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Sometimes home maintenance and DIY-ing needed fixes in a home can be daunting even on seasoned homeowners. But many of these common repairs don’t have to be difficult–they just seem difficult. Here are 5 repairs made step-by-step easy:
1. Grab your rubber gloves to get started (if you want to stay clean, that is. They’ll also help you grip).
2. Fill the clogged sink halfway with water, if not already full. Block overflow hole with damp rag or cloth.
3. Cover the sink drain opening with the cup end of plunger, ensuring that the plunger is full of water. Push down firmly but carefully and lift slowly, repeating until blockage clears.
4. When the blockage has cleared, run hot water down the sink drain for several minutes. Unblock the overflow hole.
5. If the blockage has not cleared, locate the P-trap — it’s the U-shaped pipe that connects the vertical pipe coming from the sink to the horizontal pipe that goes into the wall. Place the bucket under the trap to catch any spills.
6. Unscrew the trap. If too tightly fixed to unscrew by hand, use slip-joint pliers.
7. Pull away the trap; it will be full of dirty water so let it fall into the bucket.
8. Empty the trap into the bucket and look for any lost valuables. Clean the trap of any hair or food debris.
9. Reassemble the trap, taking care not to over tighten. Run hot water for several minutes to ensure that the clog has cleared. If the blockage persists, check outside drains.
1. Remove loose plaster: Chip away with a chisel until you reach a firm surface. Take great care not to harm the good plaster.
2. Use a dry paintbrush to remove any dust and wipe down area with damp cloth.
3. Paint over hole and edges with glue solution or water.
4. If using a powdered plaster, mix in bucket using clean stick, according to the manufacturer’s instructions.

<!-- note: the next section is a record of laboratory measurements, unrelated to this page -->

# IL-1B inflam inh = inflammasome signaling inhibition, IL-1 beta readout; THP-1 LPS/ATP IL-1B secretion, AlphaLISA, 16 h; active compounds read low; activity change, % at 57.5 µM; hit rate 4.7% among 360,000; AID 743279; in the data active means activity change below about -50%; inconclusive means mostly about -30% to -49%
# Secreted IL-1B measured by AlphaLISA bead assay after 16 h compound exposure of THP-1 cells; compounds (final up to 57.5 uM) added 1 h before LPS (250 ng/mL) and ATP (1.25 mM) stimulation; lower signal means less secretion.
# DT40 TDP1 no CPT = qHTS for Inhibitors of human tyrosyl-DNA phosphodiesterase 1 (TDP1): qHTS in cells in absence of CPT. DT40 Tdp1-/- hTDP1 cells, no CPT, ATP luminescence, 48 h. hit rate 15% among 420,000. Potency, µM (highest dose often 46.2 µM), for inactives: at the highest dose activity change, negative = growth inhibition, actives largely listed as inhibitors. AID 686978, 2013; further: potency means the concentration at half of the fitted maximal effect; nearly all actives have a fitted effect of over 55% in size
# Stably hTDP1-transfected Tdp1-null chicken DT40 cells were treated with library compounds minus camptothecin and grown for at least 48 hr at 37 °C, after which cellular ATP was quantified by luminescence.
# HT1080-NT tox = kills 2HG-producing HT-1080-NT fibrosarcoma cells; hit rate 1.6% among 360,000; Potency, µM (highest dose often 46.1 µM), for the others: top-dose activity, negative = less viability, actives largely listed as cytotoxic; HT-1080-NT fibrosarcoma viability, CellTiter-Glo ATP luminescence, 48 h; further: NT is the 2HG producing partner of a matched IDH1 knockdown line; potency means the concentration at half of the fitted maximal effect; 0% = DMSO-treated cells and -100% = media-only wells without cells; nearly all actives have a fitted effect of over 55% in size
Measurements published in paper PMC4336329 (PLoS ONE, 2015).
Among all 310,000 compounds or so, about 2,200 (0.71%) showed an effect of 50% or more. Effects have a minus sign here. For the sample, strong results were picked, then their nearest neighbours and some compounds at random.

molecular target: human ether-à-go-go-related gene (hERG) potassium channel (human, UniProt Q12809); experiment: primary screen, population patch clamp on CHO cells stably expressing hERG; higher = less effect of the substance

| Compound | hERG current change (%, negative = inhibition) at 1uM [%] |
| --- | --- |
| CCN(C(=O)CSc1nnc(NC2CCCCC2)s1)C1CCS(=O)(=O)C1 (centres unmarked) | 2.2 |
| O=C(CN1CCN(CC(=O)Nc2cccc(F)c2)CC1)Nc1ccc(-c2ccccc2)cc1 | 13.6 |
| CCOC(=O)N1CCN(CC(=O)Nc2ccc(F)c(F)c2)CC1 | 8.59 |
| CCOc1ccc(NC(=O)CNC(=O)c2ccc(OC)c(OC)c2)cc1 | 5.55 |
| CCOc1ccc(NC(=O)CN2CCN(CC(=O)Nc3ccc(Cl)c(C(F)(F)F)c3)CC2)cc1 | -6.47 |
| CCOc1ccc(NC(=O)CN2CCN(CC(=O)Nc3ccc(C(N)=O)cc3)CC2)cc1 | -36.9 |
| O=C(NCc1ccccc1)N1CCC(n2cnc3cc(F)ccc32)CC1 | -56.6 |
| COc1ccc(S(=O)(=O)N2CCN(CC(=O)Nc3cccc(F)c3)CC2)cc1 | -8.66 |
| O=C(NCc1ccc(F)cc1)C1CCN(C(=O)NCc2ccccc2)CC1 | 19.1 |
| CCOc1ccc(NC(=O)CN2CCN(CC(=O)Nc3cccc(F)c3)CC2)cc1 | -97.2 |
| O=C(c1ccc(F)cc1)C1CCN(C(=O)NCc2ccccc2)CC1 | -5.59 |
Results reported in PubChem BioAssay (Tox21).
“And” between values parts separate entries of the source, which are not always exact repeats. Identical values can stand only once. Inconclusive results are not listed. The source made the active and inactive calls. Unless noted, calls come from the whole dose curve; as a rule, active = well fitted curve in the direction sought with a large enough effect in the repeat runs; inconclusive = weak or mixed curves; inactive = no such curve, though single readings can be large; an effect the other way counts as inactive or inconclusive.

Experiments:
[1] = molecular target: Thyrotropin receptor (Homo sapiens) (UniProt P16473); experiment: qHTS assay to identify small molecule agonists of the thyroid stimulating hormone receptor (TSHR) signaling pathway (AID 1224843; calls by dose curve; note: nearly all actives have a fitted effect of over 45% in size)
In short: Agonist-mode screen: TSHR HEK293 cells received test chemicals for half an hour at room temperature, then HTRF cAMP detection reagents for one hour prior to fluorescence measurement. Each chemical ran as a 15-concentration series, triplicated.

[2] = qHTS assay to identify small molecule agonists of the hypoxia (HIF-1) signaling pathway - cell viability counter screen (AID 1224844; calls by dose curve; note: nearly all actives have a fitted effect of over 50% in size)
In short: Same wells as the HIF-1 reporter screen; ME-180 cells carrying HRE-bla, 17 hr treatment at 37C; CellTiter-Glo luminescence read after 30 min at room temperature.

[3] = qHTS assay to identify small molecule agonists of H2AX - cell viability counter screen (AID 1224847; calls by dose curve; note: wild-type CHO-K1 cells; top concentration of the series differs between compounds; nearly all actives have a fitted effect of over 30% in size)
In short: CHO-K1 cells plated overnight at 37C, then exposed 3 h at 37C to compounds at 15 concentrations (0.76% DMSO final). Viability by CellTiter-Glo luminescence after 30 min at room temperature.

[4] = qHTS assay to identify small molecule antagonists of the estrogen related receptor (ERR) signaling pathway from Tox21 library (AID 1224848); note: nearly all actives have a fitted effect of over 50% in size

5. Use trowel to apply first coat of plaster to hole, pressing in firmly. Be sure to fill up to join with old plaster.
6. Use wooden batten to wipe off excess plaster, ensuring that the batten runs over new plaster and onto old plaster on all sides, so that hole will be filled to an even height.
7. Build up deep areas in layers, allowing each layer to stiffen for two hours before applying next layer. Each layer should be no more than 2 inches thick.
8. Leave to dry. Use fine-grade sandpaper lightly to sand over filled hole and surrounding area.
9. Apply primer before redecorating.
1. First, turn off the water supply. There is usually a valve under the sink or behind the shower assembly, or you may find a screw slot, which you’ll need to turn with a screwdriver until it points across the width of pipe rather than along its length. Otherwise, turn off the water supply to the whole building. Turn the faucet on and wait until you have cleared any residual water from the pipes.
2. Put the plug in the sink in case any small screws or nuts fall out while you’re taking the faucet apart. It’s a good idea to put these aside somewhere safe so that you can locate them easily when reassembling the faucet.
3. Remove decorative handle cap (often marked “hot” or “cold”). Remove screw underneath, then jiggle the handle to remove. A screwdriver or slip joint pliers may be needed at any stage.
For Modern faucets: remove interior cartridge using pliers. Note: it may be held in by a lock ring or retaining nut that will need removing first, using a wrench. Replace with new cartridge.
For Older faucets: use wrench to undo retaining nuts, remove headgear, and reveal old washer. Prize out the washer and replace it with a new one.
4. Apply silicone grease to the screw threads, then reassemble the faucet in reverse sequence.
5. Turn water supply back on. Check for leaks in reassembled faucets.
6. If the problem continues, you may need to replace the faucet.
1. Use the grout spreader or spatula to spread golf-ball-sized lumps of grout over the whole tile surface in long, upwards, diagonal strokes. Hold the rubber edge of the spreader at a 45-degree angle. Work into all the joints.
2. Use a damp sponge to wipe away any excess grout. Pull the sponge lightly across each right angle once. Turn it over to use the clean side, then rinse in a bucket of clean water and repeat.
3. When the grout has hardened slightly, use a grout shaper or your finger to neaten up the joints. If any gaps appear, apply more grout with your fingertip. Sponge off any excess.
4. Allow several hours (preferably overnight) for the grout to dry. Polish up the tiles with a clean, dry cloth.
5. Once grout is dry, apply grout sealer, if needed, according to the manufacturer’s instructions.
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